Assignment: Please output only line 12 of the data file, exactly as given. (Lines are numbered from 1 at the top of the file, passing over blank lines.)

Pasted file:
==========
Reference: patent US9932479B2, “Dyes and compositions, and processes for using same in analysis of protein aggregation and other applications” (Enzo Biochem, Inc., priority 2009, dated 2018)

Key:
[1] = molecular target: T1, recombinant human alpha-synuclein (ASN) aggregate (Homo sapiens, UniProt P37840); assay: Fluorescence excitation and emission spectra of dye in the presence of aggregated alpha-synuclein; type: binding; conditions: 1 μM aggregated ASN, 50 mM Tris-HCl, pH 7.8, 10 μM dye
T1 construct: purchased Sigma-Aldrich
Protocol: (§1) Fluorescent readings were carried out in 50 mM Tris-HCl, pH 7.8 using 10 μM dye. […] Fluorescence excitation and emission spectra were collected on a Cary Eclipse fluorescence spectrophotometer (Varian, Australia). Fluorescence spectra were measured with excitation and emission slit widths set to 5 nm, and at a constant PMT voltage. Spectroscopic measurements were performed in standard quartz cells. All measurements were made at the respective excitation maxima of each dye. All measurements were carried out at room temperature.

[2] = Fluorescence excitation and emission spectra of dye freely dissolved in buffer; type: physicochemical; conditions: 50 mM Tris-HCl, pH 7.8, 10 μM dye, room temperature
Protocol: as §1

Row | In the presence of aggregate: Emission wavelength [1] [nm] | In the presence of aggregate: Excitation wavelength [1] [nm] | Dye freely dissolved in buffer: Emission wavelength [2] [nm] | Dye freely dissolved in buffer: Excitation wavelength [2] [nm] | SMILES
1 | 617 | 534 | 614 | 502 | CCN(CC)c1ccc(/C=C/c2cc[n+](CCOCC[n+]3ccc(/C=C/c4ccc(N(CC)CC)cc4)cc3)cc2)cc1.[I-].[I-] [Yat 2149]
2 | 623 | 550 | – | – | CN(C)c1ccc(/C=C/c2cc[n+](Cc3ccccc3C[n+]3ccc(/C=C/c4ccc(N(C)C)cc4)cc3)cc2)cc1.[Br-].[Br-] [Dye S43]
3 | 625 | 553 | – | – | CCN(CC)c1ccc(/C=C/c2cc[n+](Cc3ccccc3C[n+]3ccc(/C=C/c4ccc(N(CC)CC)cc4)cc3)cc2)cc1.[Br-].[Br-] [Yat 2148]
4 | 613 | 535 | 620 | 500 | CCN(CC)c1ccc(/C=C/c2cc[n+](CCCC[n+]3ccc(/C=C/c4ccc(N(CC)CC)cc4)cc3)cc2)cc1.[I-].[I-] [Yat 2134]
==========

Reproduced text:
4 | 613 | 535 | 620 | 500 | CCN(CC)c1ccc(/C=C/c2cc[n+](CCCC[n+]3ccc(/C=C/c4ccc(N(CC)CC)cc4)cc3)cc2)cc1.[I-].[I-] [Yat 2134]